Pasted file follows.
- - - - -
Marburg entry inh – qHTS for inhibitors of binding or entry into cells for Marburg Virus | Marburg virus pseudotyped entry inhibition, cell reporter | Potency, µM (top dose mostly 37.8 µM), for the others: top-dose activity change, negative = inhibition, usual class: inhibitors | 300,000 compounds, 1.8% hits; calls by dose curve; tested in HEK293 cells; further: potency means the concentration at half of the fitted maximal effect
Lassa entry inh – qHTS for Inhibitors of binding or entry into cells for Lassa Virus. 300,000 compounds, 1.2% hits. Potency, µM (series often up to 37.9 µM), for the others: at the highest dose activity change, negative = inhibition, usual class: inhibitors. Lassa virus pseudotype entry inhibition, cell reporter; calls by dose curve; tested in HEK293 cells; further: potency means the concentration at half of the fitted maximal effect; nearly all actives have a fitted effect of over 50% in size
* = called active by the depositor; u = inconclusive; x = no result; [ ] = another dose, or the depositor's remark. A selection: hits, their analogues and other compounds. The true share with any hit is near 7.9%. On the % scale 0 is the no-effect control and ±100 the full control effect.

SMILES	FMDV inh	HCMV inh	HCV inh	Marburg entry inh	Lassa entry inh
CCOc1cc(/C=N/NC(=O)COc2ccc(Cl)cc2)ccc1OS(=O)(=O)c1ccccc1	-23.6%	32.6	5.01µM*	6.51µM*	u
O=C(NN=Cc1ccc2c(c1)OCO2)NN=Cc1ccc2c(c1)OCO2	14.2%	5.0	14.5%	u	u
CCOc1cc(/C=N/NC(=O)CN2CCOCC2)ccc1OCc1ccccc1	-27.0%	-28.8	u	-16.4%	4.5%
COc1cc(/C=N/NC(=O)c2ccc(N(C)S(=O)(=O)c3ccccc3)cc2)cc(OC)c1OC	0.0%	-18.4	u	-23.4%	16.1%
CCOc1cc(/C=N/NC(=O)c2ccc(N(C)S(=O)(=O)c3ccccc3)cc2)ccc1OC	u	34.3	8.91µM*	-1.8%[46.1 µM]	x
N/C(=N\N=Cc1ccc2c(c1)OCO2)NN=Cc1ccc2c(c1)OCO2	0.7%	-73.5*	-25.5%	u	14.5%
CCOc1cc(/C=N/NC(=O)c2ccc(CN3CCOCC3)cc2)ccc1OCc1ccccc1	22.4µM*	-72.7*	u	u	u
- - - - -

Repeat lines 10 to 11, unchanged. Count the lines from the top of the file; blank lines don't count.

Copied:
N/C(=N\N=Cc1ccc2c(c1)OCO2)NN=Cc1ccc2c(c1)OCO2	0.7%	-73.5*	-25.5%	u	14.5%
CCOc1cc(/C=N/NC(=O)c2ccc(CN3CCOCC3)cc2)ccc1OCc1ccccc1	22.4µM*	-72.7*	u	u	u